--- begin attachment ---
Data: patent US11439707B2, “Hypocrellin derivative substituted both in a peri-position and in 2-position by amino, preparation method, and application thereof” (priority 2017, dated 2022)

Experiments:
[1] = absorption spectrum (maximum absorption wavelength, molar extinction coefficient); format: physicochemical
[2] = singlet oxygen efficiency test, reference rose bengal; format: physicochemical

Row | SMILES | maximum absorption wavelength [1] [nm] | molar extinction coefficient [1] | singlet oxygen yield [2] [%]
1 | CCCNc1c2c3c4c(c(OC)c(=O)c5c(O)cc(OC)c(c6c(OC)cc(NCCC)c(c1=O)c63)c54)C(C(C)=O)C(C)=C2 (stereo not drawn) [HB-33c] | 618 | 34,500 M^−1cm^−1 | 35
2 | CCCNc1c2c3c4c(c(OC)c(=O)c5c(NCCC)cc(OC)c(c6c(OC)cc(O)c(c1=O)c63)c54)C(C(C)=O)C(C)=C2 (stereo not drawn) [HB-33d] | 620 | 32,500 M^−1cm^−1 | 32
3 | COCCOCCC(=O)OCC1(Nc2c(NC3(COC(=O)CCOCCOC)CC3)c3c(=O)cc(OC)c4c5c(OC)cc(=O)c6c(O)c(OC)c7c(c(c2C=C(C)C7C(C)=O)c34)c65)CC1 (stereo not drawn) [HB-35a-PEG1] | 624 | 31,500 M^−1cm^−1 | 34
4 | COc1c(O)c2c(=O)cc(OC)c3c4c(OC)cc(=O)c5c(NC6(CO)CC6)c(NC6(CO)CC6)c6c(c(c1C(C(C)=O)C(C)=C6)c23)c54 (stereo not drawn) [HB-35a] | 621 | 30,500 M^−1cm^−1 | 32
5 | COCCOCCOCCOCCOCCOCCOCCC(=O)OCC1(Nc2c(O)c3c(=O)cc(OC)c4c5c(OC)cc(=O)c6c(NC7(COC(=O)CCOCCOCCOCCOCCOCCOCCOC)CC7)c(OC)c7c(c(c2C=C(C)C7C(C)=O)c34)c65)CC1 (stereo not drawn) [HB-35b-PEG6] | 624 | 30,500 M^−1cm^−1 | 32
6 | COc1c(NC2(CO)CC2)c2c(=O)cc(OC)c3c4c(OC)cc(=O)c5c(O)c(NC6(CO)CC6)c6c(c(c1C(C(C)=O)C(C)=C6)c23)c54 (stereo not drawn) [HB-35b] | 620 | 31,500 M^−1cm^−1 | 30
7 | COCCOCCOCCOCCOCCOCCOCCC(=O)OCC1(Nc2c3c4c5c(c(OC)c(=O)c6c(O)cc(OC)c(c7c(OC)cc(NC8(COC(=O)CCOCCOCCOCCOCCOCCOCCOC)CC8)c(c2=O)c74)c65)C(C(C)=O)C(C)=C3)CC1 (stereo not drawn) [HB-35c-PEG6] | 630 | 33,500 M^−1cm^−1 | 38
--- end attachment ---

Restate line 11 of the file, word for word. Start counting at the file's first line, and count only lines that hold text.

6 | COc1c(NC2(CO)CC2)c2c(=O)cc(OC)c3c4c(OC)cc(=O)c5c(O)c(NC6(CO)CC6)c6c(c(c1C(C(C)=O)C(C)=C6)c23)c54 (stereo not drawn) [HB-35b] | 620 | 31,500 M^−1cm^−1 | 30